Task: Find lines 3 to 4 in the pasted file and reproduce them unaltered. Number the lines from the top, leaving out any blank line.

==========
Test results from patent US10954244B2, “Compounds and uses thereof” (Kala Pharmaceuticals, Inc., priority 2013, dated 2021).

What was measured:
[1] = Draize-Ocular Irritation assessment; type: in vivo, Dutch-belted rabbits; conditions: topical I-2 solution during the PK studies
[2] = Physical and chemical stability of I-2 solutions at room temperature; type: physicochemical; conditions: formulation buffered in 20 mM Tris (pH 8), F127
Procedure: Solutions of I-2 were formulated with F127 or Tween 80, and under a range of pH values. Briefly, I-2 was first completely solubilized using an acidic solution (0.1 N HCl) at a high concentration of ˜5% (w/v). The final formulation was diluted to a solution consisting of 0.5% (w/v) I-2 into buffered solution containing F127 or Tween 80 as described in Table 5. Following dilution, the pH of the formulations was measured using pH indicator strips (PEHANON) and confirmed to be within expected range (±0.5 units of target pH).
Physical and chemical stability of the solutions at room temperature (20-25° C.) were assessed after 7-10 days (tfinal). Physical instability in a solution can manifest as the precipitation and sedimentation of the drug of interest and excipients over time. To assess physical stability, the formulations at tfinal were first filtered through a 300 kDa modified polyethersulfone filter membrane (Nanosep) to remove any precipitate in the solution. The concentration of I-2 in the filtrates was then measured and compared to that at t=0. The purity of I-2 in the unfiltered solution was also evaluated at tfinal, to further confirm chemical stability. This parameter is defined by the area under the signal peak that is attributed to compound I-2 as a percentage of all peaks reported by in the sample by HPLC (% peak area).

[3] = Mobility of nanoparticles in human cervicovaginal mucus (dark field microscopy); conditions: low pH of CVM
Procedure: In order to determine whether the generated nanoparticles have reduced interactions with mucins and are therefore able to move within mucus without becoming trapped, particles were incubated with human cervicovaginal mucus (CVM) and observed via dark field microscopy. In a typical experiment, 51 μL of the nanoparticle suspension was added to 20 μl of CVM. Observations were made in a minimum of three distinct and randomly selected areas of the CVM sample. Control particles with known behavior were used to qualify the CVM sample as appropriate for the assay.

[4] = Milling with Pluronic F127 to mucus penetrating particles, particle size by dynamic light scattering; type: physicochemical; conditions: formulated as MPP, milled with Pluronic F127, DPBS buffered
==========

[1] = Draize-Ocular Irritation assessment; type: in vivo, Dutch-belted rabbits; conditions: topical I-2 solution during the PK studies
[2] = Physical and chemical stability of I-2 solutions at room temperature; type: physicochemical; conditions: formulation buffered in 20 mM Tris (pH 8), F127